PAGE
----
My dreams occur in 3 or more parts, usually somewhat related, like a 3 part theatre performance where the scenes are swapped behind the curtains. If I attempt to encode the image before solidifying the dream in my working memory, the imagery of the mental journey through my memory palace will kill or damage the clarity of the dream. Encoding a dream, or set of dreams, into a single image that will allow clear recall is a task that requires a bit of creativity and effort, which can be hard when I'm groggy and unfocused. :)

I've captured my dreams successfully in the past 7 days. Prior to that, I hadn't "had a dream" (i.e. couldn't remember) in almost a year.

Images, Motivation, and Speed

I started out strong with the focus required to build my unified memory palace, and to ensure that it will scale well as it grows. I continue to work on it at a steady pace now at a meta-level (the structure, organization, gathering of memory palaces, etc.), but filling it with content has become slower. I mainly attribute this to my momentary motivation only lasting so long (which is expected), and my fairly slow ability to create solid images. I have a high standard for creating images, and I like to have them perfect, so I actually expend a lot of mental energy memorizing things. This has led to temporary burnout, where I didn't even want to memorize any more countries and capitals to add to my list. This is a big problem, because spending a long time on each item is not necessary. I know that my brain can go faster, but it is not yet used to it.

Practicing Speed like an Expert

In the same way that you learn how to speed read, I am going to use to speed up my image creation. If I deliberately force myself to memorize a given set of items faster than I am comfortable doing, I'm sure that my brain will end up expending less energy per item than it previously did.

So in order to change my speed in an impactful and long-term way, I'm going to practice like an expert. I'll be setting aside a block of time each day to work specifically on speed, and dedicate my focus wholly to that task. I'll be using a metronome and timer as references. I'll record the beats per minute (bpm), time elapsed, number of items memorized, items/minute, how I felt about the speed, and how my recall was after 1 minute. I thought about using cards for this, but after a while it would become a rote task of using pre-determined images for the cards. I want to increase my speed of image creation on the fly, so I will be memorizing any list that I'm interested in at the time.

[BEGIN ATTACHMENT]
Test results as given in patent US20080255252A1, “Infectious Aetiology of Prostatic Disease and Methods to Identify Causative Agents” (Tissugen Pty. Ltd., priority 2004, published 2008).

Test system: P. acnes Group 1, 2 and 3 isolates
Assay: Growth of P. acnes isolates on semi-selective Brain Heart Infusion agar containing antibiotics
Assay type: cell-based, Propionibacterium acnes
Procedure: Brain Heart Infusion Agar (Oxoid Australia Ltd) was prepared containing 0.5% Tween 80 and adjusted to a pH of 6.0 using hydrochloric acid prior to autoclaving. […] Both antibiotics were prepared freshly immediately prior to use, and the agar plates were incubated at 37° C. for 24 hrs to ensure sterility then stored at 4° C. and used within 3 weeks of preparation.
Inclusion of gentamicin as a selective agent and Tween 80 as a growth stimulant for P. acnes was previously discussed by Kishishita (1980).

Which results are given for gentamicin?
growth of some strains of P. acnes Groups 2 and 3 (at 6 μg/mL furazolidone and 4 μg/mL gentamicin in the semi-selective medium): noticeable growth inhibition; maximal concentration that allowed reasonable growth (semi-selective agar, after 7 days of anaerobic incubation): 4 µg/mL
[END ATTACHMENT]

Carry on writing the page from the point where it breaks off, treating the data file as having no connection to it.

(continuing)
3 August, 2014 - 20:39
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Hey, I was very inspired with your post! I'm getting to learn the memory techniques to the same goal that you mentioned. We receive a lot of info now a days and being able to organize our mind is incredible. Thanks for sharing, don't give up. I will try to build something similar and someday I hope to share and help others, just like you are doing.

23 August, 2014 - 10:55
Roi
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How do you memorise your dreams and have you ever thought that writing them down is perhaps a better option? I mean it's already some sort of 5 sense (well, usually just visuals, audio and tactile) extraordinary walkthrough, which our memory captures very well, except dreams don't go to LTM by default. Surely, the simplest path is to describe it in words, which will give more detailed reference, than the unspecific description images give.

23 October, 2014 - 12:46
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Hey everyone!

I haven't posted in quite some time as work got extremely busy, and now I'm back into a very busy school term. I hope to post a bit more frequently as I have been exploring memory and making notes but I haven't made the time to share my thoughts. Since my last post I've generally stopped using my memory palace; however with a quick mental scan through the loci it does remain fully intact.

Recently I've been obsessed with learning languages and playing with Memrise! You can follow me at: http://www.memrise.com/user/j.johnston.guitar94/
I've been learning Serbian, German, Toki Pona, Latin, and a few other languages, as well as doing some of my course work memorization with custom courses. I have a few quick personal findings regarding Memrise:

  • Points are awesome and I'm addicted to getting more points!
  • I love the variety and number of courses available, as I have a sort of project-based ADD
  • It's great for learning about simple differences in a domain, for example learning different breeds of dogs
  • When learning words in a language, using mems (mnemonic images) is absolutely essential in remembering them
  • For me, learning a language solely on Memrise doesn't work because I need to experience real use of the language, like in news articles or radio